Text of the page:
Gaza ‘tough love’ moulded Lisa Hyper - Entertainer says she received life lessons as part of music group

November 22, 2019
Lisa Hyper says the ‘tough love’ she received in the Gaza, moulded her.
Lisa Hyper reflects on growing up in Waterford.
‘Cock up is 10’! Lisa Hyper shows her agility during a game of dandy shandy.
Lisa Hyper welcomes you to the Gaza.
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A s the ‘First Lady of Gaza’, Lisa Hyper is a product of one of dancehall’s biggest musical institutions.

Having been moulded by one of the industry’s finest, Vybz Kartel, the deejay told the STAR PAR team that she owes her dedicated approach to music to the ‘tough love’ she received on the Gaza.

“I came to live in 5th phase, Waterford, at the age of five. It was my aunt (her father’s sister) and my five cousins, so yuh know everybody weh deh yah a family. I was very feisty as a child. Dem used to call me ‘Shabba’ because me lip did very long and me did feisty but a yah so make me understand what is tough love,” she said. “It takes a village to grow a child and that was definitely what the Gaza was about, still is about. Right yah so, a Ms Palmer (her aunt) yaad was di HQ a entertainment. The tough lessons I was taught here in Waterford is what really moulded me into becoming who I am today and it’s something I really appreciate. Me couldn’t do music without it.”

On the subject of career choice, Hyper revealed that although her personality was always going to lead her to the entertainment industry, she chose music because of Vybz Kartel’s influence.

Transformation

“I knew him (Kartel) from the age of five. My family and his family were very close. He is actually a good friend of my cousin so even before him did branch off, the house right in front my auntie house is weh we used to deh every day. Him a sing and we a fling up the chair dem and a make baay noise. I was there seeing him evolve into the biggest deejay inna Jamaica and that transformation was a very big influence on me,” she said. “I have always been entertaining so whether it was going to be dancing, speech and drama or music, I was destined to be an entertainer; but Vybz Kartel made me want this career. The passion he had for the music inspired me on so many levels.”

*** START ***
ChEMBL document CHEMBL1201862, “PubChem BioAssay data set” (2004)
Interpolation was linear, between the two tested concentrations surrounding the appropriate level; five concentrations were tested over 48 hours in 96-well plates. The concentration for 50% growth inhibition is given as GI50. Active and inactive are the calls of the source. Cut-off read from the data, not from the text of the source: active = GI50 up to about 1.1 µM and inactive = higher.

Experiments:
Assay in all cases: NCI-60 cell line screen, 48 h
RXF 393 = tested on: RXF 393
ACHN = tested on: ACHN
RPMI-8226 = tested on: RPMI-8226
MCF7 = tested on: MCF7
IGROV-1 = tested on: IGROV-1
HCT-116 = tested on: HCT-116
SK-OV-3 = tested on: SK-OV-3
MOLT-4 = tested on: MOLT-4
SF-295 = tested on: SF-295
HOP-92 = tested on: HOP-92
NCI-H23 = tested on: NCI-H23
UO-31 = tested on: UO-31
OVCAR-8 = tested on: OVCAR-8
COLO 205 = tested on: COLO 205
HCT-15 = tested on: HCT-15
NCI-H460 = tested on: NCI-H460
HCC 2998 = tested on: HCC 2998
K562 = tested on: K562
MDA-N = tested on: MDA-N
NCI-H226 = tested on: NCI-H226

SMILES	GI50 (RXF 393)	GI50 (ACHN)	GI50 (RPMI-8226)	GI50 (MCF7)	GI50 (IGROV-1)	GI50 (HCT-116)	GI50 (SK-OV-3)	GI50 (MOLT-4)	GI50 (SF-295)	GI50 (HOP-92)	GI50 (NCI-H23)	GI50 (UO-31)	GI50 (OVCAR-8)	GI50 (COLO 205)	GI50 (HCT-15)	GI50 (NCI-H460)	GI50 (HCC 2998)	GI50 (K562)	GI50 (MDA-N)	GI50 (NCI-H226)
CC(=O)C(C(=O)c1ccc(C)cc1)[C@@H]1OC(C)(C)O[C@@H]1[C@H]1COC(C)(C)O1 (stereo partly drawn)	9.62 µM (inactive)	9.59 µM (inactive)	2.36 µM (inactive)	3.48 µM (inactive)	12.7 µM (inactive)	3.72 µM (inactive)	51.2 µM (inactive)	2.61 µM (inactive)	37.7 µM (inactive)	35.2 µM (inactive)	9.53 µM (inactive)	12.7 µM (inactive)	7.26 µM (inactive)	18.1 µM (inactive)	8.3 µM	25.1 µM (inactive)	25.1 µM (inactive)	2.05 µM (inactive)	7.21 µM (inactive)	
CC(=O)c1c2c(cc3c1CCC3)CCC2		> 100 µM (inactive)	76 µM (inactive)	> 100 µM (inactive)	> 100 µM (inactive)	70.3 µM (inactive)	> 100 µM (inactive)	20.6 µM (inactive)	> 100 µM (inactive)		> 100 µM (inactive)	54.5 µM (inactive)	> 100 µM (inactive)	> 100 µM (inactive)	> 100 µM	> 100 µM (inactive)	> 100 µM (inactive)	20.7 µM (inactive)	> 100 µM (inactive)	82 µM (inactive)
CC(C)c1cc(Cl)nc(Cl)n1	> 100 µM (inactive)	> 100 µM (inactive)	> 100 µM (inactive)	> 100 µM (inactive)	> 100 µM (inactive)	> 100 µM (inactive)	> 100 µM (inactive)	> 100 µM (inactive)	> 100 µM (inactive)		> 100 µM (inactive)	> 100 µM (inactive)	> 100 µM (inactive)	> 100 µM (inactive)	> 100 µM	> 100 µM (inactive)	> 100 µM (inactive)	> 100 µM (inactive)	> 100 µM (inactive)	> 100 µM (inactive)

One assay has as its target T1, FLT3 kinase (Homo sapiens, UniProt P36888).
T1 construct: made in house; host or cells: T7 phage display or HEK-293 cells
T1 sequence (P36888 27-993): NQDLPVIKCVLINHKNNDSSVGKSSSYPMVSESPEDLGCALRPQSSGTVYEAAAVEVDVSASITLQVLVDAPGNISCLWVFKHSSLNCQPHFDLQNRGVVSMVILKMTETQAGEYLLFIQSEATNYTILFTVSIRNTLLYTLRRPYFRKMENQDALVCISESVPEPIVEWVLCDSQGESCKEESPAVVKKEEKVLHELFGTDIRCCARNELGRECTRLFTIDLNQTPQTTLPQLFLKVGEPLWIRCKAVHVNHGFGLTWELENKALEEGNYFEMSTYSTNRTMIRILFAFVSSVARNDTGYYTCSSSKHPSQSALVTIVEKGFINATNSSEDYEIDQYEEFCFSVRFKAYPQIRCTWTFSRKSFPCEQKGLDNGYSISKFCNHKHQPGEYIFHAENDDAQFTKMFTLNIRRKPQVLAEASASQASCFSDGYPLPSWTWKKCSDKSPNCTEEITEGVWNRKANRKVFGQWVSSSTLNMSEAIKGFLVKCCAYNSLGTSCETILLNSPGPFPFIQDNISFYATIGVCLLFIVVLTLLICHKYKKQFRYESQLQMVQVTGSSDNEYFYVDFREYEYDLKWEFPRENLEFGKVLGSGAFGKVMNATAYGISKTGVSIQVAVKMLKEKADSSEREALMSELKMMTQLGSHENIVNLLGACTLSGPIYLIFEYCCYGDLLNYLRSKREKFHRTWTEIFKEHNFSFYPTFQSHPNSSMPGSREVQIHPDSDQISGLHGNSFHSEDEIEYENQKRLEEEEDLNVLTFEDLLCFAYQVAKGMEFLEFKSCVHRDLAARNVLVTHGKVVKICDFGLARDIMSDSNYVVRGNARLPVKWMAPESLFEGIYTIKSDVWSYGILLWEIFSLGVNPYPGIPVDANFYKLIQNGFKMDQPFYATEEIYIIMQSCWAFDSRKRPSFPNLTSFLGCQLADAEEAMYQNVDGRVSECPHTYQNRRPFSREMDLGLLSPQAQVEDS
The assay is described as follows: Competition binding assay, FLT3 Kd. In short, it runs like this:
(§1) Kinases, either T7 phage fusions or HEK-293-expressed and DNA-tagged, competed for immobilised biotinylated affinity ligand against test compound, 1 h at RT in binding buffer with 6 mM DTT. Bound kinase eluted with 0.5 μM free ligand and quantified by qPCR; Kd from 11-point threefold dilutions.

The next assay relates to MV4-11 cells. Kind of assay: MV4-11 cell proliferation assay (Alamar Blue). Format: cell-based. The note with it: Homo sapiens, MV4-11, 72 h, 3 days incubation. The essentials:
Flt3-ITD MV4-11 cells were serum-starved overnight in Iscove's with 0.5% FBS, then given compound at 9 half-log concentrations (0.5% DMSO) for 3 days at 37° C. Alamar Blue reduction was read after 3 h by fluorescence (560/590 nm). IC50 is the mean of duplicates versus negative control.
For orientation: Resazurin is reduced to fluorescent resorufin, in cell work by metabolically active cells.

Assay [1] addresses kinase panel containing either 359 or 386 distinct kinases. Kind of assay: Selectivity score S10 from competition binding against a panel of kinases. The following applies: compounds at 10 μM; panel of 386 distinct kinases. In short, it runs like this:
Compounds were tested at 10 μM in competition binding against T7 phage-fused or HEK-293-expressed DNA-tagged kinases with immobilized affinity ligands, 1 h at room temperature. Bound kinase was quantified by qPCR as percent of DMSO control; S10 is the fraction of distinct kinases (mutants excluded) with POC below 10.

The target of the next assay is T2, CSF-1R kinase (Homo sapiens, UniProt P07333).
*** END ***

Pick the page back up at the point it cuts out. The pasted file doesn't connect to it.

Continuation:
Recalling the days when the Gaza was fully operational, Hyper described the hip-strip as the place to be.

But with Kartel serving a life sentence, the Gaza today is not as pronounced as it once was. The community was so quiet, that the S TAR PAR team even had difficulty finding the once popular spot.

But with stars such as Black Rhyno, Popcaan, Shawn Storm, Gaza Kim, Gaza Slim and Gaza Sheba having risen from the popular institution, Hyper said the Gaza was and will always be the ‘Mecca of music’.

“Waterford pan di Gaza, 5th phase, was always fun and entertaining. When the Gaza turned up a notch it did just get more popular where everybody wanted to be here and be part of it, but it has always been the place in Portmore to be. Nothing nuh change,” she said. “A baay star come from dem parts yah. Even before he (Kartel) was established, here was the place for entertainment … is a place of positive energy and we still a hold we own and a enjoy we self together as one family.”

Speaking of family, Hyper expressed that despite the negativity that became associated with the Gaza, it never dampened their spirits or broke the bond they built as a unit.

“We have never been the group to really care what people think because at the end of the day dem still a go talk. Gaza is always a place to fight for what we believe in and will continue to do so. We’re about survival and we always turn the negative into positives,” she said. “It is very important for entertainers to not forget where they come from, because at the end of the day, yuh affi have a past to live the future.”

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